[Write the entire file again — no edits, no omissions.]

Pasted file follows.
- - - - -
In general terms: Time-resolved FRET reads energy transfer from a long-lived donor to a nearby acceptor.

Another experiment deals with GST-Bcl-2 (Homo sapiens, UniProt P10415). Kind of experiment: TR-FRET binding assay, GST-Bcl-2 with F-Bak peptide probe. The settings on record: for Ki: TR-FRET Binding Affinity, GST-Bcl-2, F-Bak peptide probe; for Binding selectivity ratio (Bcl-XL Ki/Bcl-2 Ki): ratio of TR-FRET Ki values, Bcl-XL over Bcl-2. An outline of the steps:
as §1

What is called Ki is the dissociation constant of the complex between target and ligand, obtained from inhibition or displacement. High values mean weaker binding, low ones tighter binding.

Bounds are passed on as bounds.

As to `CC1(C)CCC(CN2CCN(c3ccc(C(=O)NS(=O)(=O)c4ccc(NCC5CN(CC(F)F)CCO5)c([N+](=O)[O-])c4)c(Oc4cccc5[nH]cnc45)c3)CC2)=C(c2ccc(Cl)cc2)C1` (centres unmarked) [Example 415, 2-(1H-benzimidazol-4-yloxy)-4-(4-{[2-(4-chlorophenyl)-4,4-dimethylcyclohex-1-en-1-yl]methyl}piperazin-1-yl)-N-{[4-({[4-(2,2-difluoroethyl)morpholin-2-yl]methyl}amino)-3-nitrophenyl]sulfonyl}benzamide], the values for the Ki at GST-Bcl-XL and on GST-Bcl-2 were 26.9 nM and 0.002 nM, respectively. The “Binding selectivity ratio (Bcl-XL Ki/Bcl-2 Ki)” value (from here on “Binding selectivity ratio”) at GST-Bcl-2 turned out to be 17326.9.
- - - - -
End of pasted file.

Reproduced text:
In general terms: Time-resolved FRET reads energy transfer from a long-lived donor to a nearby acceptor.

Another experiment deals with GST-Bcl-2 (Homo sapiens, UniProt P10415). Kind of experiment: TR-FRET binding assay, GST-Bcl-2 with F-Bak peptide probe. The settings on record: for Ki: TR-FRET Binding Affinity, GST-Bcl-2, F-Bak peptide probe; for Binding selectivity ratio (Bcl-XL Ki/Bcl-2 Ki): ratio of TR-FRET Ki values, Bcl-XL over Bcl-2. An outline of the steps:
as §1

What is called Ki is the dissociation constant of the complex between target and ligand, obtained from inhibition or displacement. High values mean weaker binding, low ones tighter binding.

Bounds are passed on as bounds.

As to `CC1(C)CCC(CN2CCN(c3ccc(C(=O)NS(=O)(=O)c4ccc(NCC5CN(CC(F)F)CCO5)c([N+](=O)[O-])c4)c(Oc4cccc5[nH]cnc45)c3)CC2)=C(c2ccc(Cl)cc2)C1` (centres unmarked) [Example 415, 2-(1H-benzimidazol-4-yloxy)-4-(4-{[2-(4-chlorophenyl)-4,4-dimethylcyclohex-1-en-1-yl]methyl}piperazin-1-yl)-N-{[4-({[4-(2,2-difluoroethyl)morpholin-2-yl]methyl}amino)-3-nitrophenyl]sulfonyl}benzamide], the values for the Ki at GST-Bcl-XL and on GST-Bcl-2 were 26.9 nM and 0.002 nM, respectively. The “Binding selectivity ratio (Bcl-XL Ki/Bcl-2 Ki)” value (from here on “Binding selectivity ratio”) at GST-Bcl-2 turned out to be 17326.9.